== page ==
Posted on: August 20, 2011 6:07 pm
I'm not sure what went faster today -- the 6-4 (3/8), 232 pound Terrelle Pryor in the forty yard dash or, the buzz around him in the seconds afterward, as scouts registered that sizzling time in their heads and word spread throughout the internet and texting community.
4.38-4.41 seconds is an accurate time for both.
However, as impressive as Pryor was in the straight-line speed portion of the workout, he was stunningly average in several other athletic portions of the event.
According to a league source, Pryor was timed at 4.3 seconds in the short-shuttle and 7.2 seconds in the three-cone drill
He also had a 31" vertical jump and a 10'4" broad jump.
The source characterized the results as "not that great of workout numbers for a supposedly great athlete."
While Pryor's broad jump would have ranked among the better results among quarterbacks tested at the 2010 Combine, his vertical and short shuttle results were very average in comparison to other quarterbacks tested there.
His three cone time would have rated second to last among all of the quarterbacks tested. The only quarterback slower in this drill was Texas A&M's Jerrod Johnson, who timed at 7.28/7.31 in the event. Former Fresno State quarterback Ryan Colburn, as a comparison, was one of the slower quarterbacks in the 40-yard dash, timing as poorly as 5.23 seconds in the event last February, but this relatively slow-footed quarterback was timed alarmingly faster in the three-cone drill (6.84 seconds) than Pryor.
Pryor would have been the slowest of the receivers tested in this event. He also would have been slower than virtually all of the tight ends.
The three-cone drill is designed to test a player's balance, ability to change directions and burst.
We all know Pryor is a phenomenal athlete. His ability to shake defenders and surprise them with his acceleration are among his most impressive traits. The fact that Pryor tested so poorly in this drill leads me to wonder if he tired early or perhaps didn't take this particular part of the workout as seriously as others. Or, perhaps he simply isn't as quick for the watch as he appears to be on tape.
Regardless, it doesn't bode well for his chances at successfully converting to receiver or tight end.
Posted on: February 27, 2011 12:38 pm
As bad as Ryan Mallett's press conference may have been yesterday, his performance in Sunday's throwing session at the Combine should quiet some of his critics.
Posted on: December 18, 2010 11:58 am
There are four college football games today and each one of them offers NFL talent.
In the FCS Semi-final game to determine who will move on and play No. 1 Eastern Washington in the national championship, Georgia Southern travels to Delaware.
The Delaware Blue Hens feature NFLDraftScout.com's No. 3 rated senior quarterback, Pat Devlin . Devlin impressed me last week with his poise, mobility and accuracy. His arm strength has been questioned by scouts I've spoken to and there is no denying that the Blue Hens' spread offense makes it difficult to gauge just how much zip he has. That said, Devlin had enough to thread passes through tight windows and loft deep balls down the seam and sidelines last weekend against New Hampshire.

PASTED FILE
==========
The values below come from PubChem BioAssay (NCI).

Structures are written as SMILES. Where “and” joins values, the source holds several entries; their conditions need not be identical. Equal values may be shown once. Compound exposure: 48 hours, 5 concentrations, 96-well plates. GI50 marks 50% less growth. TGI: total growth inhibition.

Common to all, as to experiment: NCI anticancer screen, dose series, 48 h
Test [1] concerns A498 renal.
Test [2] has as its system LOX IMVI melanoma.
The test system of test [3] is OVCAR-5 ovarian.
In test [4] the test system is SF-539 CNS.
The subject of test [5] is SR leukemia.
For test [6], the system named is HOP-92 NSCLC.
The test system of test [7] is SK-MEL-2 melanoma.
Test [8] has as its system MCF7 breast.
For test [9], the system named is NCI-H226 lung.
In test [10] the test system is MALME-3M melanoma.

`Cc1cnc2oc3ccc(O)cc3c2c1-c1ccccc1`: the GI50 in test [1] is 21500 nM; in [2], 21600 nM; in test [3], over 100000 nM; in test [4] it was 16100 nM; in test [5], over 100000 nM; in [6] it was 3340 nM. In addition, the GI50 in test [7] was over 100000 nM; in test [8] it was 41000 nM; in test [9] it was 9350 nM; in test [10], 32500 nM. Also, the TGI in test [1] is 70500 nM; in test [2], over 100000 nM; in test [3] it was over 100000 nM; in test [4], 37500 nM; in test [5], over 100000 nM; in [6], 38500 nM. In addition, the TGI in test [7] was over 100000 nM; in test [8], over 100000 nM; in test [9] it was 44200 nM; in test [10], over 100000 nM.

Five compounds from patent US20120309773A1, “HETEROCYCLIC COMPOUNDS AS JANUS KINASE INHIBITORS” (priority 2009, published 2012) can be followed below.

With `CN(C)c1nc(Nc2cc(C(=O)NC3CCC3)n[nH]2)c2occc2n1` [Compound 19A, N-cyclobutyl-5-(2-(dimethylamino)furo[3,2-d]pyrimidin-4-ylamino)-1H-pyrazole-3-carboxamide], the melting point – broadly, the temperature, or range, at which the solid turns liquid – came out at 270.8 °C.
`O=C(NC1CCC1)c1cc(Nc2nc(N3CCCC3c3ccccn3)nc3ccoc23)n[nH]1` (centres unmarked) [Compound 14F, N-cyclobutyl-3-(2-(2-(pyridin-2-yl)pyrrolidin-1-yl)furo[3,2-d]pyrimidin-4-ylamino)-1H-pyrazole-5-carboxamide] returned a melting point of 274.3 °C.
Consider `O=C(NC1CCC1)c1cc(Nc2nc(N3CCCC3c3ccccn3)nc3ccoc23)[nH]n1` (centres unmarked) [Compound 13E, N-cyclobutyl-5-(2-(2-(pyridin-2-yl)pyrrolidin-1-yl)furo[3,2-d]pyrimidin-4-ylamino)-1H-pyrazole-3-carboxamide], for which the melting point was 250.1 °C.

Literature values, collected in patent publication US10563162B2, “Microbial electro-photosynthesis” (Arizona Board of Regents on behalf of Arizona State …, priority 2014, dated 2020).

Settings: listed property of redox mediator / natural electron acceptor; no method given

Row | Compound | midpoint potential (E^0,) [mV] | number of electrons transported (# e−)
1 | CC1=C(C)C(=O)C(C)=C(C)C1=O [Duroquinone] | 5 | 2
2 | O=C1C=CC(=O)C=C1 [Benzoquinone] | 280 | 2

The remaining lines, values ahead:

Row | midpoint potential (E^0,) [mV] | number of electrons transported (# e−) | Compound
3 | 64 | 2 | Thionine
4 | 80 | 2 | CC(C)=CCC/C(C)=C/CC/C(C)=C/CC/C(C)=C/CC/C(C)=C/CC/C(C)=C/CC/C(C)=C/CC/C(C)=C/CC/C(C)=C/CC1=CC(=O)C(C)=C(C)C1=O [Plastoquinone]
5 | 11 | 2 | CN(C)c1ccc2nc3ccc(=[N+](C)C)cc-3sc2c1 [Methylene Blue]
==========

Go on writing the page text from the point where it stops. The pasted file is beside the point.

Devlin, a Penn State transfer, would be a great addition to a senior all-star game, such as the Senior Bowl or East-West Shrine Game.
Besides the FCS playoff game, however, the FBS bowl games, of course, begin today.
In the New Mexico Bowl between BYU and UTEP, I'm most looking forward to scouting Cougar LT Matt Reynolds . Reynolds is only a junior, but he's started three seasons with the Cougars and projects well to the pro game at 6-6 and 322 pounds.
In the Humanitarian Bowl pitting Fresno State against Northern Illinois, I'm most interested in how three FSU Bulldogs perform. Pass rushing phenom Chris Carter has been able to parlay his speed off the edge into the WAC Defensive Player of the Year, but at 6-2, 240, he'll need to show the agility to handle coverage responsibilities as an outside linebacker.
Offensive guard Andrew Jackson has been a standout for the Bulldogs throughout much of his career. His drive-blocking was an underrated component of Chargers' first round pick Ryan Mathews' success last year. Jackson has struggled with foot injuries this year, however. He should be as healthy as he's been all year long for this game.
Finally, the Bulldogs' Ryan Colburn has his final chance to impress in a Bulldog uniform. Colburn, 6-3, 230 pounds, has all of the physical skills scouts look for in a developmental quarterback, but despite his solid numbers (61.8% completion rate for 2,529 yards and a 21-9 TD to INT ratio), he's been prone to critical mistakes in the past. A strong final game, however, could be enough to get him into a senior all-star game and provide just enough intrigue that scouts will want him as a potential UFA.
In a classic case of burying the lead story, Troy's spectacular receiver/returner Jerrel Jernigan is the highest rated prospect in this post and playing today. The 5-09, 190 pounder is NFLDraftScout.com's No. 2 rated senior WR and he's already accepted an invitation to the Senior Bowl. The playmaker with legitimate 4.3 speed will help Troy take on Ohio in the New Orleans Bowl tonight.
You can read more about the prospects to watch in the upcoming bowl games by clicking this link.
As always, remember that for complete draft coverage, be sure to check out NFLDraftScout.com or simply click here.
Category: NFL Draft
Tags: Andrew Jackson, BYU, Chris Carter, Delaware, East-West Shrine Game, Eastern Washington, Fresno State, Humanitarian Bowl, Jerrel Jernigan, Matt Reynolds, New Hampshire, New Mexico Bowl, New Orleans Bowl, Northern Illinois, Ohio, Pat Devlin, Penn State, Ryan Colburn, Ryan Mathews, San Diego Chargers, Senior Bowl, Troy, UTEP, WAC